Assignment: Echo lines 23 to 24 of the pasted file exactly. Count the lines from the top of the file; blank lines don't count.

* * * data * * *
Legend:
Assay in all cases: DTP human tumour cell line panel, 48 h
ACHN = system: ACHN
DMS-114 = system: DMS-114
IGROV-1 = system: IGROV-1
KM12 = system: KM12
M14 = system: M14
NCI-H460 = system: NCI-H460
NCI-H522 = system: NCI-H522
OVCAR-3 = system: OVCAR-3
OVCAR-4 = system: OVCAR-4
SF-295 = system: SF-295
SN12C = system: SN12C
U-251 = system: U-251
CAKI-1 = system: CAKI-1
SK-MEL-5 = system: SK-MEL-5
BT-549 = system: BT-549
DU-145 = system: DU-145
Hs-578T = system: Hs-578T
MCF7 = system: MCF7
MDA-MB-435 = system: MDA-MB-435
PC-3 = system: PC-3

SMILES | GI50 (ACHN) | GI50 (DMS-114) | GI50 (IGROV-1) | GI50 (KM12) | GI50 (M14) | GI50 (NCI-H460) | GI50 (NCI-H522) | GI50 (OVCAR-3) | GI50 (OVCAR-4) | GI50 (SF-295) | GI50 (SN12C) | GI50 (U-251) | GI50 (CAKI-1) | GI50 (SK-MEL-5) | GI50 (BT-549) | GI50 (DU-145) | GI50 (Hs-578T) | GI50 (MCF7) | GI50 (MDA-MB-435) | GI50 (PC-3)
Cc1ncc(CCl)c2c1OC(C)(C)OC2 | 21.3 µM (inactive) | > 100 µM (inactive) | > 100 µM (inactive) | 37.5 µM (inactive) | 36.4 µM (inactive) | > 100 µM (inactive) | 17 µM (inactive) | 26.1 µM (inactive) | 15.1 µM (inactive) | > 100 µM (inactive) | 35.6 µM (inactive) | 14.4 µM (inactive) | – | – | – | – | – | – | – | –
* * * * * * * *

SMILES | GI50 (ACHN) | GI50 (DMS-114) | GI50 (IGROV-1) | GI50 (KM12) | GI50 (M14) | GI50 (NCI-H460) | GI50 (NCI-H522) | GI50 (OVCAR-3) | GI50 (OVCAR-4) | GI50 (SF-295) | GI50 (SN12C) | GI50 (U-251) | GI50 (CAKI-1) | GI50 (SK-MEL-5) | GI50 (BT-549) | GI50 (DU-145) | GI50 (Hs-578T) | GI50 (MCF7) | GI50 (MDA-MB-435) | GI50 (PC-3)
Cc1ncc(CCl)c2c1OC(C)(C)OC2 | 21.3 µM (inactive) | > 100 µM (inactive) | > 100 µM (inactive) | 37.5 µM (inactive) | 36.4 µM (inactive) | > 100 µM (inactive) | 17 µM (inactive) | 26.1 µM (inactive) | 15.1 µM (inactive) | > 100 µM (inactive) | 35.6 µM (inactive) | 14.4 µM (inactive) | – | – | – | – | – | – | – | –